A QUICK glance at this season’s Championship may not suggest that Yorkshire football is in the rudest of health.
Not with the quartet of Huddersfield Town, Leeds United, Middlesbrough and Sheffield Wednesday all marooned in a footballing no-man’s land, where the play-offs are palpably out of reach and relegation is something for others to fight against.
Barnsley are faring even worse, sitting three points adrift of safety, and it is clear the Reds badly need another of their famous rescue acts to kick in.
Completing Yorkshire’s list of representatives in the second tier is Doncaster Rovers. Before a ball was kicked in August, Rovers – along with Huddersfield – were priced as third joint-favourites after Yeovil Town and Barnsley to be demoted.
So, Paul Dickov’s side being on course to stay in the Championship deserves praise. Even so, a Championship table where our teams can all be found in the bottom half of the rankings suggests Yorkshire football is struggling.
Scratch below the surface, however, and the opposite is true. Hull City, for instance, are on course for their highest ever finish in the league while next month they head to Wembley for a first appearance in the FA Cup semi-final for 84 years.
Sheffield United lie in wait for the Tigers after a quite remarkable turnaround in fortune that has had records tumbling and a feel-good factor return to Bramall Lane that has not been seen since Neil Warnock took the club into the Premier League.
Rotherham United and York City are also on course to reach the play-offs in Leagues One and Two respectively.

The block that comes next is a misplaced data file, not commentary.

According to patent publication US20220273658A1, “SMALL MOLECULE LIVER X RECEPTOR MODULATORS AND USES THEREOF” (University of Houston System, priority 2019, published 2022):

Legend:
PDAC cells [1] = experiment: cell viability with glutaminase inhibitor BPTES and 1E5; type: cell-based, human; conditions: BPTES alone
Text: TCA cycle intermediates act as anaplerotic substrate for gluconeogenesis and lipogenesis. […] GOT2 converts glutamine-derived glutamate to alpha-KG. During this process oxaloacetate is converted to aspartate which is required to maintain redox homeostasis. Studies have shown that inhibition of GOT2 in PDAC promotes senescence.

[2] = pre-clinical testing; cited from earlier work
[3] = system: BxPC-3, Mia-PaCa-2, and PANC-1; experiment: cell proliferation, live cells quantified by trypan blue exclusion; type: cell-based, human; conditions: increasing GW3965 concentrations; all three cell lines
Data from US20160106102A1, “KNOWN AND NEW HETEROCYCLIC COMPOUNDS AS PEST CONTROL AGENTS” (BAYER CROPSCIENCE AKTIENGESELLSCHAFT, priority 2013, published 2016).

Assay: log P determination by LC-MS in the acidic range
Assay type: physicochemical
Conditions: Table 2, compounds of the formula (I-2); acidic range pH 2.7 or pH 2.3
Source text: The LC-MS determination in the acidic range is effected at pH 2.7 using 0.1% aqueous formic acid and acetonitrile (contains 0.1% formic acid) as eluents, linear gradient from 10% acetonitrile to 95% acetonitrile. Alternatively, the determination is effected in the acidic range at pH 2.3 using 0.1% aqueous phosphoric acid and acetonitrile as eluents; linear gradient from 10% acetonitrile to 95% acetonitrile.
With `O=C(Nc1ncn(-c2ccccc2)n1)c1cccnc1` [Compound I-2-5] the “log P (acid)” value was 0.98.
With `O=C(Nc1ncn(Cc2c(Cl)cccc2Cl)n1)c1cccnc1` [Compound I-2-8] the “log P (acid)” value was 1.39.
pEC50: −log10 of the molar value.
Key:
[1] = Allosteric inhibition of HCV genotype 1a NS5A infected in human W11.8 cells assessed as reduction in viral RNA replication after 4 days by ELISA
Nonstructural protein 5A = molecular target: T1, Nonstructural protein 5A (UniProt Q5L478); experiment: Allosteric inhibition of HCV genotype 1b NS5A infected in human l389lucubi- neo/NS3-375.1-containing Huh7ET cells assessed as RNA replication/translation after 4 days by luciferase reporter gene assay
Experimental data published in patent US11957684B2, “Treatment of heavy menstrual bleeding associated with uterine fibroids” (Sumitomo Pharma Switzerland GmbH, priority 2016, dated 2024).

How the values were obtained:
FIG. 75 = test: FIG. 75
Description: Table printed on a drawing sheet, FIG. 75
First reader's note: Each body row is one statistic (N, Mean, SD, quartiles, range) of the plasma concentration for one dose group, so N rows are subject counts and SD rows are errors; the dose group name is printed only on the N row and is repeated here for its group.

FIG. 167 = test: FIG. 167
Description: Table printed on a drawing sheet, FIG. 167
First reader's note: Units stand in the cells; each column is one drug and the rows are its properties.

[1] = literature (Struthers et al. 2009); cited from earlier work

York, in particular, didn’t expect to be sitting seventh right now and, for that, Nigel Worthington must, at this stage, be seen as a contender for what I consider an award that can act as a true gauge of how the county’s football scene is faring. Yorkshire’s Manager of the Year.
Just look at last season, one of the most memorable for the county in several years with four promotions in the Football League and not one relegation.
For this correspondent, Phil Parkinson deserved the mantle of top boss for taking Bradford City to the League Cup final and play-off success. But only just in front of Steve Bruce and Steve Evans, who also led their respective teams to promotion.
There were several other managers who deserved to be placed in the ‘highly commended’ category, too, with Brian Flynn doing an admirable job after replacing Dean Saunders and David Flitcroft leading Barnsley to safety when all hope seemed lost at Christmas.
And let’s not forget Worthington and how he steered York to safety via a 13-point haul from the final five games.
This time around, Bruce has to be a contender again. Hull, second favourites for the drop in August, sit in mid-table while victory over the Blades on April 13 will mean the Tigers becoming only the eighth Yorkshire club to compete in an FA Cup final.
A United win, meanwhile, and Nigel Clough – an inspired appointment – will create history as the first manager to lead a team from the third tier to the final. And if that doesn’t make the Lane chief a leading contender then I don’t know what does.
Across the Steel City, Stuart Gray may not have Wembley to look forward to., but he can bask in a remarkable recovery job that has seen Wednesday ease clear of relegation trouble.
Another fine season for Rotherham – for so long seemingly Yorkshire’s only hope of promotion this term before the revivals of York and the Blades – also makes Evans’s case as he chases back-to-back promotions.
As impressive as all these managerial performances are, however, perhaps the most remarkable job right now is being done at Conference side FC Halifax Town.
The Shaymen are part-time in a division where tomorrow’s visitors to the Shay were last week watched by a crowd of 8,500 and yet Neil Aspin’s men sit just one point outside the play-off places.
This, despite his players working during the day and midweek games meaning the Halifax squad can only train once a week on a Thursday night.
Halifax might not make the top five but, even so, Aspin’s job deserves recognition.
The next six weeks or so will, of course, decide who deserves to be the county’s top manager this season. But don’t let anyone say that Yorkshire football is struggling. Not with so many bosses doing such a fine job.